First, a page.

More than one in three have no pension plans at all

Pensions crisis on the horizon

Updated: 

Mature woman sitting on sofa, looking away in thought

Shocking new statistics have revealed that not only are nine in ten people in the UK going to fall short of their retirement plans, but 39% have completely failed to make any plans at all. There's a very real risk these people will enter retirement in terrible financial difficulties.

So how did we end up in such a dire state?

The figures come from retirement planning company Aegon, which carried out a study of Global Retirement Readiness to find out how prepared people were for their retirement. In the UK only 15% of people are confident of a comfortable retirement - compared to 41% in China, 37% in India, 28% in the US, and 21% in the Netherlands. And when the company assessed how ready they really were, they ranked the UK as less prepared than those in India, Brazil, China, the US and Germany.

Why?

The report blames a number of factors. By far the biggest is the decline in company pensions. Until the mid-1980s your employer could force you to join the company pension scheme - and by far the majority of these were defined benefit plans (otherwise known as final salary pensions). It means that people working then tended to have been saving into a decent pension as a default.

In 1986, people were given the right to choose whether or not to join, and at the same time personal pensions came into being. This created the mi-selling scandal which saw so many switched from good final salary schemes into poorer personal plans.

In the intervening years, competitive pressures and accounting rule changes have made it increasingly expensive for employers to offer final salary schemes, so they started to switching defined contribution schemes - which instead of offering a fixed pension on retirement, saved a sum over your working life for you to secure a pension with on retirement. By 1997 only a third of employers offered final salary schemes, and since then the figure has plummeted to just 8%.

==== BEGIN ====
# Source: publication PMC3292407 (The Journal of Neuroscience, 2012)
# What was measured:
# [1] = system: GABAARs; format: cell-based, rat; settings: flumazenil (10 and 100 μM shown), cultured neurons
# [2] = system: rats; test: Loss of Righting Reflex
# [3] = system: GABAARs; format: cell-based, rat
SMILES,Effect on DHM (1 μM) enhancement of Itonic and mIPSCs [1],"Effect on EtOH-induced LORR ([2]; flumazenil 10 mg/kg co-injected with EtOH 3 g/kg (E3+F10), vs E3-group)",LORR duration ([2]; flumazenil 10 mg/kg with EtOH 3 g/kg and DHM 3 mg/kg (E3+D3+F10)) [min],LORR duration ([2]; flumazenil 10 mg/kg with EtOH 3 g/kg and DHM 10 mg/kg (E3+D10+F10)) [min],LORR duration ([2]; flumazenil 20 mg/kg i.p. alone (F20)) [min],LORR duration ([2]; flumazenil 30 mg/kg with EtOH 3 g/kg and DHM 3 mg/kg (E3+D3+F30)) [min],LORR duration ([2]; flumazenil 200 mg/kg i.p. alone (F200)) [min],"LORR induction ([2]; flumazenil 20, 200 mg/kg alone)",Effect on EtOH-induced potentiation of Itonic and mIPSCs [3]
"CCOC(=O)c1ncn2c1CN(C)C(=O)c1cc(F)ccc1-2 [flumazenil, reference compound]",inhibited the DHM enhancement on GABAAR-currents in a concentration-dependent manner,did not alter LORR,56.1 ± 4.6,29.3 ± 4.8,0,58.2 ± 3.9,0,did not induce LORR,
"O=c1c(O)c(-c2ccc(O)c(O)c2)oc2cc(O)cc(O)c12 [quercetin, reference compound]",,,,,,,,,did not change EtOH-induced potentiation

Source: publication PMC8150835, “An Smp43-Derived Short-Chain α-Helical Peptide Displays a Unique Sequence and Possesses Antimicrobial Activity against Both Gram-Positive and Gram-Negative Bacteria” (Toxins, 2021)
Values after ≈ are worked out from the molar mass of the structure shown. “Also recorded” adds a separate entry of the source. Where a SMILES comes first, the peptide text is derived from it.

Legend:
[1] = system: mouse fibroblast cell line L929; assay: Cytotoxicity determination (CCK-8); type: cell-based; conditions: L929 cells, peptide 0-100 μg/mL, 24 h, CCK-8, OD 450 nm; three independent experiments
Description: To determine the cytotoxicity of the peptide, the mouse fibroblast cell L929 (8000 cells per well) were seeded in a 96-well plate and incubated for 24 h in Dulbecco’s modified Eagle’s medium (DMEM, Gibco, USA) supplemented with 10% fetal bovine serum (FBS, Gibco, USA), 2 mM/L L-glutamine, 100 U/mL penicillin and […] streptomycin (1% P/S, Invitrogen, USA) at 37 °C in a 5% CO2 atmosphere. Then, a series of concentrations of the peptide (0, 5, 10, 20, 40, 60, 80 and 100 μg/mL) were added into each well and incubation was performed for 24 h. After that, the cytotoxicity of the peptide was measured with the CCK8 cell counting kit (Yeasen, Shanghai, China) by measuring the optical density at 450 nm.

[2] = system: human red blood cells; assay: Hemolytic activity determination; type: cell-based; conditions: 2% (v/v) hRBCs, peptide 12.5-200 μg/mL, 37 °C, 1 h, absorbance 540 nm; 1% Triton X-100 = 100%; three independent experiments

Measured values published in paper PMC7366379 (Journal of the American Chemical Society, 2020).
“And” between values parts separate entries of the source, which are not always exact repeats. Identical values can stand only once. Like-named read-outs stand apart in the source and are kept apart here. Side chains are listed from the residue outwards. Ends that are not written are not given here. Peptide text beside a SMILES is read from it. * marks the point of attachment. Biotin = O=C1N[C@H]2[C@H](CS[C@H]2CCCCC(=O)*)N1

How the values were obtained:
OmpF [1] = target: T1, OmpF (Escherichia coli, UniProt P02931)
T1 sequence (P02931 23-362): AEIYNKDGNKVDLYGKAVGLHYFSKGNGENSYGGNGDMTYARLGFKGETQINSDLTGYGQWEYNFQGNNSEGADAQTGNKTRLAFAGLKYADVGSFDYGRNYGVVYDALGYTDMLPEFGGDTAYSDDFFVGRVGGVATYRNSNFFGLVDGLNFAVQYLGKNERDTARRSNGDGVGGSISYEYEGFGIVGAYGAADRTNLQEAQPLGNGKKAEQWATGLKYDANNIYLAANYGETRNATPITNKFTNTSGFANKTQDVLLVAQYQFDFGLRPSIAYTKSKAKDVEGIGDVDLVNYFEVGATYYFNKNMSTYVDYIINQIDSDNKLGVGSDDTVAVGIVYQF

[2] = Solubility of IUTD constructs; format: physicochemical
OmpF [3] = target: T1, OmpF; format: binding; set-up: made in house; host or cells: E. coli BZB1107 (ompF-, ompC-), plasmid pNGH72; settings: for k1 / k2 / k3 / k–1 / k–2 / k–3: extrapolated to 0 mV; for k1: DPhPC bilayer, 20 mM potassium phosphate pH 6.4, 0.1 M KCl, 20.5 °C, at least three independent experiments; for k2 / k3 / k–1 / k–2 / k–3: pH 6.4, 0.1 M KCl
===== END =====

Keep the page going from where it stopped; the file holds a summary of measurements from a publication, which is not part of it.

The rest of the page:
Meanwhile, because employees had to choose to join pension schemes, an increasing number of them failed to do so, so membership of these schemes dwindled. In the late 1960s more than 12 million people were a member of their company pension scheme, in 2011 this had fallen to around 8 million.

Solution?

From October 2012 the government's efforts to undo the damage started to come into effect - auto-enrolment. Under this scheme employees are automatically enrolled into a defined contribution scheme - into which employees and the employer both pay. However, this is only gradually being rolled out, so many won't be enrolled until 2017.

This will drag more people into pensions, but has a number of failings: the lowest earners will not be included, neither will those who change employers regularly or those who opt out. Even for those who join the scheme, the experts warn that the minimum level at which the contributions are set fall far short of the amount required to secure them a comfortable income in retirement.

It means that millions of people have not been saving enough. And the experts emphasise that the only possible solution at the moment lies with you. You are the only person who can put money aside for retirement and the only one who can ensure you have done enough, early enough, to meet your retirement expectations.

Clearly a combination of legislation, mis-selling and companies closing schemes helped to get us in this terrible pensions mess: but it's only you who can get yourself out of it.

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